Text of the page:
Okay, we’ll begin with three bond of magic spells. The lesser one has a Close range and ties two allied spellcasters together; it is cast as a swift action and clocks in at level 1. Both caster and ally may only cast with the permission of the other character, but gain +1 to CL checks. If a partner expends a standard action, the ally instead gains +2 to CL-checks and +1 to the DC of spells cast that round. The greater version targets 1 + 1/per 3 caster levels targets instead and clocks in at 5th level. Also at 5th level, we get the parasitic bond of magic, which only targets one creature, but lets the caster compel the target to grant this boost. Such a compelled boost does allow for a second save, though. I have a few issues with these spells. They should imho only be able to target allies. Otherwise, it’s save or suck for enemy casters – and mutual lockdown isn’t fun for the player of the caster either. The parasitic bond makes for a cool take on the master/apprentice-concept regarding black arts, but the compelling of boost should be classified as an enchantment (compulsion) effect to properly account for immunities/interactions. This would be as well a place as any to note that, strangely, none of the spells herein are available for the witch.

Counterflow negation targets another caster with the other spellcasting tradition and has a Close range, a Will save to negate and clocks in at 3rd level. It results in a mutual lockdown of casters. Inverse consumption clocks in at 5th level and is a 10-minute ritual that is permanent and targets 2 counterflow spellcasters, one of which must be disabled or dying. (Considering the casting time, dying is unlikely.) Upon completion, the disabled or dying caster perishes (and may not be brought back by any means) and the survivor gets the dual-souled subtype. The survivor also gets spells added from the deceased caster, but the rules-language here is slightly wonky – functional, mind you, but yeah. Interesting: Casting this multiple times is an evil act, as stuffing too many souls into you is really bad news for all souls. I am a bit confused whether this means that you could become triple-souled, or whether the benefits of subsequent castings only apply to spells gained. While the spell is permanent, I am also not sure if losing the Dual-Souled subtype ends the spell or not. If so, are the spells retained? Can the character cast it again without it being evil?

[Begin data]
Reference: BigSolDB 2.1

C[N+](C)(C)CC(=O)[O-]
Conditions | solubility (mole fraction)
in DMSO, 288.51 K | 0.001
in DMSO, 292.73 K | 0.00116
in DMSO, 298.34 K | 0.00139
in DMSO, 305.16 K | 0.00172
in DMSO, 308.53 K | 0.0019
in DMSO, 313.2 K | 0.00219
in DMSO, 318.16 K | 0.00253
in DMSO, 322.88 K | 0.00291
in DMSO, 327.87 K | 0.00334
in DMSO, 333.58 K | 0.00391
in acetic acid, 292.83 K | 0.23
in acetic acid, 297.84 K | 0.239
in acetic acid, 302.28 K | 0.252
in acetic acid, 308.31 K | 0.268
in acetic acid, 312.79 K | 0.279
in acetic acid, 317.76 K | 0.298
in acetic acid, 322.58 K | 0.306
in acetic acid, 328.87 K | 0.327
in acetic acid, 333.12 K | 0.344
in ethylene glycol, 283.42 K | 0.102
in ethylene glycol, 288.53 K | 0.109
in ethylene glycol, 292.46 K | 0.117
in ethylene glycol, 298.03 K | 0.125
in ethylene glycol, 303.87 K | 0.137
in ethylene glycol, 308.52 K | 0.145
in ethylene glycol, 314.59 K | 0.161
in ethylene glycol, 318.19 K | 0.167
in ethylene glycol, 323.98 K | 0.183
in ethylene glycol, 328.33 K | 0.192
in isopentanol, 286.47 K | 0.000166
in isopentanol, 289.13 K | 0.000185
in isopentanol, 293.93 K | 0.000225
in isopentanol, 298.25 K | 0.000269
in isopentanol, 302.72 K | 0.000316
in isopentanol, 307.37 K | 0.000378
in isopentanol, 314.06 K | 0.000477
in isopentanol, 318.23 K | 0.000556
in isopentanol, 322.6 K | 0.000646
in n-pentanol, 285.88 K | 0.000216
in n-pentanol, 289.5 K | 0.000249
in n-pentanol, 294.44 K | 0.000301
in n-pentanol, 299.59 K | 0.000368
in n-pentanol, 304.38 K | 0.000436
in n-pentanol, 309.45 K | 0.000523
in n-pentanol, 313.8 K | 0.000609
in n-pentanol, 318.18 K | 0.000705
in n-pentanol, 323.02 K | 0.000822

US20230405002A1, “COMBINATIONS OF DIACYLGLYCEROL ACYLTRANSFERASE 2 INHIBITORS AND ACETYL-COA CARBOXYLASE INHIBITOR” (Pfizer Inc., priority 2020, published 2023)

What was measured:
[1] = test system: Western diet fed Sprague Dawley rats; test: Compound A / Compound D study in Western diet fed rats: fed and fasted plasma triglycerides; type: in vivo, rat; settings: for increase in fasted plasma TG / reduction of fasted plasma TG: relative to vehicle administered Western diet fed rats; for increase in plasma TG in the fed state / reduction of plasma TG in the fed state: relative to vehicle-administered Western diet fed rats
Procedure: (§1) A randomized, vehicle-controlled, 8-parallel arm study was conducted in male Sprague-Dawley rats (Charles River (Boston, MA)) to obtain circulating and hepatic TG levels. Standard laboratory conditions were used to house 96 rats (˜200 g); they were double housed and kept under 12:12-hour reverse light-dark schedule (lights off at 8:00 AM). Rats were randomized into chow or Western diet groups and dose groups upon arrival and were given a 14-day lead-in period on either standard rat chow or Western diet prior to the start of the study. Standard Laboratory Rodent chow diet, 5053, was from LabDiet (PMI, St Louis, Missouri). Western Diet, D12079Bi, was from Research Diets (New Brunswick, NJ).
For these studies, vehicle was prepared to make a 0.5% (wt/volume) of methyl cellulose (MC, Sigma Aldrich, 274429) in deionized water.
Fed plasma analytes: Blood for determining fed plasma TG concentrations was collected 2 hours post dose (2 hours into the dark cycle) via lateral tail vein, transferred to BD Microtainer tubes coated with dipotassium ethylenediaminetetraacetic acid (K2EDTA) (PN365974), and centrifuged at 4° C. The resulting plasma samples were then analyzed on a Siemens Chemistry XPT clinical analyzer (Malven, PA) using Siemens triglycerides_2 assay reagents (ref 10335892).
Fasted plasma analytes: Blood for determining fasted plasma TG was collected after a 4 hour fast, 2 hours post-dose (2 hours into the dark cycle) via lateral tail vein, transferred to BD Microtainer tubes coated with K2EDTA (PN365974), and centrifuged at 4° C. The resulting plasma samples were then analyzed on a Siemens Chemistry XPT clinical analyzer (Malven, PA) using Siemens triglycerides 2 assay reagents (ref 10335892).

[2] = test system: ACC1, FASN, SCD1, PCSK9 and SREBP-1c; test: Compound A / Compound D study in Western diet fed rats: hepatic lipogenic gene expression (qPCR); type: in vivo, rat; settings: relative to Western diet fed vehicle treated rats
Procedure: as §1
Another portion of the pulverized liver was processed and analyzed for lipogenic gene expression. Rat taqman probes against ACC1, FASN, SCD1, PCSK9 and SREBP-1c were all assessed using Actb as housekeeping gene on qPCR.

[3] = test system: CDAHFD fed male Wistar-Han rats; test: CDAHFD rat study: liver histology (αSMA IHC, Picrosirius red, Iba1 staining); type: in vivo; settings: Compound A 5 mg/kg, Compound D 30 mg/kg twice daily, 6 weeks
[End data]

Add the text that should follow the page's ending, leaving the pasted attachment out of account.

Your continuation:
Mystic rebirth clocks in at 5th level for druids, 6th for inquis and oracles and also has a 10 minutes casting time. It can only be cast once on a creature and basically is an instant retrain from prepared to spontaneous caster and vice-versa – wizards become sorcerers, clerics become oracles, etc. Now I get the intent here, but the spell does not allow for attribute re-assignment, which means that the new class will probably suck. It also reduces these classes to spellcasting, which can be an issue. Where do you get a bloodline from? Oracles don’t have to have their deity’s alignment, having the option to be unwilling prophets, etc. Not a fan.

There also are two Zenith surge spells, with the lesser clocking in at level 5. This one targets a prepared spellcaster and allows them to change a prepared spell of 4th level or lower to cast a known spell of the same level or lower from the spell-list. The greater version is, oddly, available for oracle and sorcerer 8 as well as bard 8. Did I miss something there? ;) Anyways, it pretty much works like the lesser version, but goes up to spell level 7. I do like the exclusivity of these spells for sorcs and oracles, but as a whole, I don’t think prepared casters needed the flexibility these offer.